Chamber of Deputies has set up a Committee of Jurists to examine the issue
The House of Representatives initiated at the end of September a commission with 19 jurists to present a draft bill that modifies the current Money Laundering Law. The measure may indirectly impact the cryptomoeda market, since Bitcoin Era may be being used for this purpose as well.
Dario Messer, an investigator at the Lava Jato operation in Rio de Janeiro, said last month in an award-winning indictment that there are money laundering schemes involving the use of cryptomorphs.
In his statement, Messer said that the doleiros now compete with young people of broad domain with computers and that they operate often outside Brazil.
In less than a month after that episode, the president of the House of Representatives, Rodrigo Maia, decided to install a commission with jurists, academics and law researchers which will be coordinated by the minister of the Superior Court of Justice (STJ) Reynaldo Soares da Fonseca.
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Fonseca, in an interview with Radio Câmara, said that money laundering was a new crime and that before there was only the law that dealt with crime against the financial system.
According to the minister, the crime of money laundering consists in „the process of hiding the origin of irregularly obtained money to hide it within legitimate economic activity.
Money laundering with bitcoin
On this point, the criminal lawyer Fernando Henrique Cardoso, a partner in the law firm Cardoso, Siqueira e Linhares, explained that money is laundered not only with cryptomorphs, but with anything. Cryptomorphs, however, bring an ease in hiding assets.
„Since there is no regulatory agency on digital assets, there is an ease in making these assets untraceable. Unlike the money bill, cryptomoeda has facilities such as sending to various parts of the world and in an agile way, which helps to facilitate the concealment of the origin of goods.
According to the STJ minister, who will coordinate the commission for the draft, this type of crime „involves drug trafficking, extortion and corruption crime and covers R$ 6 billion in Brazil and R$ 1 trillion in the world.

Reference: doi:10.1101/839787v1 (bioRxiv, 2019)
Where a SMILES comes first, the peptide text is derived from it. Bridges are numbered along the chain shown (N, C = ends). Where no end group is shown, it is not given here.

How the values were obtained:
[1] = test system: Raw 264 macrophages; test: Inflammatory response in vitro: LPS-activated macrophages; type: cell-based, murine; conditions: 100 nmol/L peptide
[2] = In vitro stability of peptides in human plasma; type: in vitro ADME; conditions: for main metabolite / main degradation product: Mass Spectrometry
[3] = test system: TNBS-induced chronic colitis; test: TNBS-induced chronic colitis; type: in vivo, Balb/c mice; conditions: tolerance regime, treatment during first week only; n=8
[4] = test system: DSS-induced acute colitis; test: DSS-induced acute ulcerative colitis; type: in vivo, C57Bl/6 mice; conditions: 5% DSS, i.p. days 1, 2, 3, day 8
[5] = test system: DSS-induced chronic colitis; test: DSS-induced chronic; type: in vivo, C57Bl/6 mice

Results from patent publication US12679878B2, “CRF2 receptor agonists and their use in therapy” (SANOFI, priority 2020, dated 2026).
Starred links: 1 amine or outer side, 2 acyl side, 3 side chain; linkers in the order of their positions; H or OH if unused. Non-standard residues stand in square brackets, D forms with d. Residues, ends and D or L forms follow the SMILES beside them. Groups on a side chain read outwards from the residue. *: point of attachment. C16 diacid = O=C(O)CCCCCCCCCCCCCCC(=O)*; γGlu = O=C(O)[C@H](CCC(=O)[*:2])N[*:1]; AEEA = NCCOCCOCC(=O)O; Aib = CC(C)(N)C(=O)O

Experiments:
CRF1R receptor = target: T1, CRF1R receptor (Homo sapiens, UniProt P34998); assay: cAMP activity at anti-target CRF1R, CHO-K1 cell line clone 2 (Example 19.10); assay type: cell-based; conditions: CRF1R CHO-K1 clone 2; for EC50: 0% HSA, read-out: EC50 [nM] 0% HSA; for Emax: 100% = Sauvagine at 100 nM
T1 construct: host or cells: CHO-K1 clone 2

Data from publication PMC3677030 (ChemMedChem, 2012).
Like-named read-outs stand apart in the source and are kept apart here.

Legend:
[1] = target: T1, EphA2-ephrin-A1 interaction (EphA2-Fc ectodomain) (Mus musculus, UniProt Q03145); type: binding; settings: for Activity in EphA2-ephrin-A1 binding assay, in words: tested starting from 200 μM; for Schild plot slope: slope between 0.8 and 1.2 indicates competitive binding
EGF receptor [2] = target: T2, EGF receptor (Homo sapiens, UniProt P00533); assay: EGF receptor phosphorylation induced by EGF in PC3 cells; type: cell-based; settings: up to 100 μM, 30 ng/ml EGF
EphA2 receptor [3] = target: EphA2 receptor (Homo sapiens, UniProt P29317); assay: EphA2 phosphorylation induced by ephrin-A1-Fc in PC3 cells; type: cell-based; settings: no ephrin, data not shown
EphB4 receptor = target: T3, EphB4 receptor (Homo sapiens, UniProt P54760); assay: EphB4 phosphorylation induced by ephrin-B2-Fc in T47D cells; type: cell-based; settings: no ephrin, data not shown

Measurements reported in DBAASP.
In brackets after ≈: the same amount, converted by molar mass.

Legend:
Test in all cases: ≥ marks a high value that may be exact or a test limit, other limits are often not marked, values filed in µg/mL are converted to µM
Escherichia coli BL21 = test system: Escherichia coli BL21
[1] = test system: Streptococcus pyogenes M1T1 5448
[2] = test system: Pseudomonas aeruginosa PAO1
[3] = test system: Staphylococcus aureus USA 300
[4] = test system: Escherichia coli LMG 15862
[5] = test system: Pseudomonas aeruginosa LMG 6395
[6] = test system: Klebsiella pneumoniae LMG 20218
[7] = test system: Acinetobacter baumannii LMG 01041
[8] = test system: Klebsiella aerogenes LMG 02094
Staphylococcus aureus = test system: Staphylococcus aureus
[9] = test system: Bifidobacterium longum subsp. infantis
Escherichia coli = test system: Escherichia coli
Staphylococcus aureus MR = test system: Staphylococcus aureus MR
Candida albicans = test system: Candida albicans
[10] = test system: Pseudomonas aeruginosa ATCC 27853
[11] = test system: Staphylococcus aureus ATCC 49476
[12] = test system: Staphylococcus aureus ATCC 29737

Fonseca mentioned that, according to the UN (United Nations Organization), the world’s cyber crimes involve US$ 720 billion, which already shows the effects of technology in favor of crime.
Federal Revenue Solution
Marcio Ávila, professor of International Tax Law at the Universidade Federal Fluminense (Uff) explained that „the fight against this crime, especially when practiced with the use of cryptomorphs, depends on the broad access to information,“ since Law 9.613/98 (Law of money laundering in force) brings that this crime occurs with the concealment of the origin or location of the asset.
Ávila mentioned that the Federal Revenue Service in Brazil (RFB) took a step forward when it instituted IN 1.888/19, by which it disciplined „the obligation to provide information related to operations carried out with cryptoactives to the Special Secretariat of the Federal Revenue Service of Brazil.
He explained that with this information, the IRS, faced with the suspicion of a crime of money laundering, could communicate the fact to the Federal Public Ministry.
„Art. 11 of the IN is clear in determining that communication to the Federal Public Prosecutor’s Office may be formalized when there is evidence of a money laundering crime“.
The STJ minister had said that the Commission should technically analyze whether the current law in force dealing with money laundering needs to be reviewed without any pretence of change.
Cardoso believes the Commission should analyze whether the law has fulfilled its role in the field of prevention. The risk to the cryptomaniac market from his point of view will only be of greater regulation.
„What it may have is a series of regulations on places that market cryptomoquids to adopt stronger money laundering prevention policies. This will be to attest to Coaf for example that the market follows the care to avoid this type of risk“.
Ávila said that the IRS, with the Normative Instruction adopted, „is in line with the international standards of taxation of the OECD“ by charging more transparency in operations with cryptomoeda. He said that this is „one of the pillars of the Erosion and Profit Shifting Base (BEPS) of the OECD – which also has Action Plan No. 1 on the digital economy and whose item 3.2.2 deals with virtual currencies“.